CDT 19: Grizzlies and Geysers

‘Hwy 26 to Yellowstone National Park’

We were exhausted when we arrived in Dubois so we decided to stay for two whole days. Perhaps we were just tired, perhaps we dreaded the rain, or perhaps we feared the bears.

There have been so many difficult challenges on this trek, but grizzlies change everything that makes even the worst days bearable. Imagine scary, steep, really steep, traverses on snow, raging river crossings, freezing temperatures, hail, snow, hoards of mosquitoes, the list is long …but, when things are bad you can shut it all out the moment you crawl inside the tent and zip it up tight. The big difference in grizzly country is that you don’t bring your food in with you–you sit somewhere a hundred yards away to eat with the mosquitoes, in the rain, the cold, the hail, the dark …and then you look for the perfect tree a hundred yards in a different direction to hang your food for the night. You crawl into the tent, cold, eaten by mosquitoes, and shiver as you unravel your sleeping bag. Then, as you comfort yourself to sleep, dread sets in about crawling out of the tent in the morning, packing it all up, and shivering again as you untie your food from the tree. Are we excited about breakfast yet, no, we’re excited for the sun to peak over the horizon.

We bought bear spray before leaving Dubois, called to reserve our backcountry campsites in Yellowstone, and hitched back to the trail. We hiked in from Towgutee Lodge so that we could cross the south fork of the Buffalo River on a bridge instead of fording the raging river on the regular route. It was long uphill miles on a wide path, a horse superhighway of a trail, it rained, but luckily only briefly. We stopped early, sipped jäger as the sun set, and found the perfect tree to hang our food.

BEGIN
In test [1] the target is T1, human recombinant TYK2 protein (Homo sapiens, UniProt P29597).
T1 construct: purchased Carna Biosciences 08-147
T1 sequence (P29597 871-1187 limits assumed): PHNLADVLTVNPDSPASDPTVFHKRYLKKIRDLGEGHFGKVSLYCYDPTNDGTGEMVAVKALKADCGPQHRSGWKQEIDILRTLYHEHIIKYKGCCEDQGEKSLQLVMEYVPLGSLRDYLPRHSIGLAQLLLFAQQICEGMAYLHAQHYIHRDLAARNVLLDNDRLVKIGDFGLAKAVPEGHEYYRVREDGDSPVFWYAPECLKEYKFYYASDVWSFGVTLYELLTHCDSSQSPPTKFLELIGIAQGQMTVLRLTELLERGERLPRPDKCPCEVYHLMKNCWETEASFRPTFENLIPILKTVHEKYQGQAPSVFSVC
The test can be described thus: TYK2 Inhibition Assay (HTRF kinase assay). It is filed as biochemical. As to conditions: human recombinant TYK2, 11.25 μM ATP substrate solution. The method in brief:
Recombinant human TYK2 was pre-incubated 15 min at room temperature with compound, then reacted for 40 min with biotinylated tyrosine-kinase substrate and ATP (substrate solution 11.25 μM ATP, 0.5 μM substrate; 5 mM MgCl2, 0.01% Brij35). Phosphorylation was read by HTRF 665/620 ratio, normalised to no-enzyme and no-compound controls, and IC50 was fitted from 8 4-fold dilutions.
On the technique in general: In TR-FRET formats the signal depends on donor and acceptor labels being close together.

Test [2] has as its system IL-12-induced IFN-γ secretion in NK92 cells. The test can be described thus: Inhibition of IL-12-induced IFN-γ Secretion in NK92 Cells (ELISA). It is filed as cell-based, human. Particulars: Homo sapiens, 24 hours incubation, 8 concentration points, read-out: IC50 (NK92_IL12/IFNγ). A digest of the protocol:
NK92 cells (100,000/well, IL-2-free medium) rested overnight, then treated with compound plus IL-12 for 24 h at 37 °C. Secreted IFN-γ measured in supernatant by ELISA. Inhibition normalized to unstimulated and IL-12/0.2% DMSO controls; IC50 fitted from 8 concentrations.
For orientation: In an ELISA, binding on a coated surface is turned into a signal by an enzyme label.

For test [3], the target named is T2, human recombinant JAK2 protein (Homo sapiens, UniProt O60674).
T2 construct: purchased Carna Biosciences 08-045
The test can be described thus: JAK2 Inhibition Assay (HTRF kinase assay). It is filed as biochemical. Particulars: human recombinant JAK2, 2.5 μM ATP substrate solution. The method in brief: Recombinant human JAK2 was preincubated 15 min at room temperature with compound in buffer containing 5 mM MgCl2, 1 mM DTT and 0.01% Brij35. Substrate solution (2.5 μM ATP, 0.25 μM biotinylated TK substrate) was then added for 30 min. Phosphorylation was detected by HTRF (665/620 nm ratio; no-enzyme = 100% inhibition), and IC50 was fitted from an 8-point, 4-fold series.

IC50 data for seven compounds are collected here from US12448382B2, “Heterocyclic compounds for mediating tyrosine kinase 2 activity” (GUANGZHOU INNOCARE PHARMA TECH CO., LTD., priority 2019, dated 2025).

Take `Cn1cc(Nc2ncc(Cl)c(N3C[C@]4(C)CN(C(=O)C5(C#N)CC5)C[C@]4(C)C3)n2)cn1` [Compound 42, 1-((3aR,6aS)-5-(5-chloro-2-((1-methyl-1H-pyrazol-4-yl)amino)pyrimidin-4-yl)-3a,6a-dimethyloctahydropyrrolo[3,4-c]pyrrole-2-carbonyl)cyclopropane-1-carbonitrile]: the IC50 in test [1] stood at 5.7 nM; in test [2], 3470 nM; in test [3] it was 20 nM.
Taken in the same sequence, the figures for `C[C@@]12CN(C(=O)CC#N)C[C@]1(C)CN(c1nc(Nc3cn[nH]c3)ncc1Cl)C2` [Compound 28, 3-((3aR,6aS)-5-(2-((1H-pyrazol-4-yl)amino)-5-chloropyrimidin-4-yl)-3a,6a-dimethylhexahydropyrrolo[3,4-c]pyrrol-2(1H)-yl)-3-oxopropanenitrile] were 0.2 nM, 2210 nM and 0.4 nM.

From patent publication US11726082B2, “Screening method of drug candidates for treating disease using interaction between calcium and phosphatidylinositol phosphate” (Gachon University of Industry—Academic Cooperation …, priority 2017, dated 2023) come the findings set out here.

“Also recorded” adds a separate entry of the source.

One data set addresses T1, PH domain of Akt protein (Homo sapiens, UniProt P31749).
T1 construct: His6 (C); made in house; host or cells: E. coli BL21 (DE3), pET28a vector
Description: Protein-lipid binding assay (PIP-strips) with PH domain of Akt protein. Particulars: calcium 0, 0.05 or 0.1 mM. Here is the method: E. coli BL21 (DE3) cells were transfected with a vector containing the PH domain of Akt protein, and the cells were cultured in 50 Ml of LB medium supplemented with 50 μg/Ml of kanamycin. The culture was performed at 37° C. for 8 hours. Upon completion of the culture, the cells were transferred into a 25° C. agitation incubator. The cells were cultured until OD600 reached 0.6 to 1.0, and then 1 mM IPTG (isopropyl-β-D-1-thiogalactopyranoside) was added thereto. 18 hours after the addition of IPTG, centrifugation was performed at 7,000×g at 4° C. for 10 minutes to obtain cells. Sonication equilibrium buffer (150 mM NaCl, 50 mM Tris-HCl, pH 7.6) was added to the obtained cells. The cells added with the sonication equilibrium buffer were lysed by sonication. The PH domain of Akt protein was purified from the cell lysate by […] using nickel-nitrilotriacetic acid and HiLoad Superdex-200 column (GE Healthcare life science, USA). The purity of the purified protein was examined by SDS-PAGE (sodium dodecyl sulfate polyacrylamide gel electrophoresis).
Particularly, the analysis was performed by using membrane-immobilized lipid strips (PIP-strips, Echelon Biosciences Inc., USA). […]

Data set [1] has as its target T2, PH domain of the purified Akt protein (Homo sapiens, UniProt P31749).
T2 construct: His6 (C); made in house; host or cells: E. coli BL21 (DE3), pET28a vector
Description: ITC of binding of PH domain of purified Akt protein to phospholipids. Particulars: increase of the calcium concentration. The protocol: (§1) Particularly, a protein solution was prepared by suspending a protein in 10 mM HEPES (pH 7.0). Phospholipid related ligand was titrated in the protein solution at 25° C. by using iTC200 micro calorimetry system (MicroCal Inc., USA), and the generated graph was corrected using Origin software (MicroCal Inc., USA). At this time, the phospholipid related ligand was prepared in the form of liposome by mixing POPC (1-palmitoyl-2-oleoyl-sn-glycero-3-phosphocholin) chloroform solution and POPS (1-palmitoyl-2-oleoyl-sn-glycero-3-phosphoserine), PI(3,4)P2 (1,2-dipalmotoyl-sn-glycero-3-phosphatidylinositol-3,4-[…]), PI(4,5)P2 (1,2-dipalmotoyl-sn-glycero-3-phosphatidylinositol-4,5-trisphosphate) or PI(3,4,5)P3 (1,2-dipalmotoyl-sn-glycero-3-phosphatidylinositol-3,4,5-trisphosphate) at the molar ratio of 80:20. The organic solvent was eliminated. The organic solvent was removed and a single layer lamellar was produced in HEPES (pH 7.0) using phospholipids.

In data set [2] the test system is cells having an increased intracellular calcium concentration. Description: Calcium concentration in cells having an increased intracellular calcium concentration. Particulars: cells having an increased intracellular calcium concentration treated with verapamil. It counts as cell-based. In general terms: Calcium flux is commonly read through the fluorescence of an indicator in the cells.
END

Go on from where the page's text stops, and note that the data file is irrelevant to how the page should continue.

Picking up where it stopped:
The morning came too early. We hesitated how to begin. Should we go get our food, eat and then pack up, or should we pack up and then go get our food and eat. It all felt so clumsy, but we packed up, and then got our food and shivered as we ate.

We dreaded this new routine for each night and each morning. It rained everyday. The mosquitoes and flies were thick. The wildflowers were spectacular. And we saw no bears.

Though I’m not exactly sure what I expected, our transect through Yellowstone was still different than I imagined. I guess I imagined it would be extraordinary and magical, but instead it was pretty, kind of plain, more beetle kill forest, periodic stunning wildflowers, swampy, muddy, meadows, and some mediocre to amazing steam vents and geysers.

My favorite night was our camp on the eastern shore of Shoshone Lake. It was almost warm, there were almost no bugs, and there was a great sunset. The next morning it was cold, finger numbing cold, but it was almost magical watching the fog lift as we as ate our breakfast on the shore of the lake.

We had underestimated our food for this stretch and our last day into old faithful was fueled by, well, very little. I saved what I had left for the evening and shared it with Neon before bed. I’m much better at going hungry than he is. I also saved twenty almonds and one Larabar for the morning to fuel our last four miles into Old Faithful Village.

Neon didn’t sleep well. When we woke he told me he didn’t feel so well. I gave him the larabar and kept the twenty almonds for myself. We trudged the last four miles through the rain. We went right to Snow Lodge for their “all you can eat” breakfast buffet, did laundry, and then headed to the Old Faithful Inn for showers. Neon was looking pretty pale at this point and it became clear that we were going to be staying somewhere for a few days instead of hiking on.

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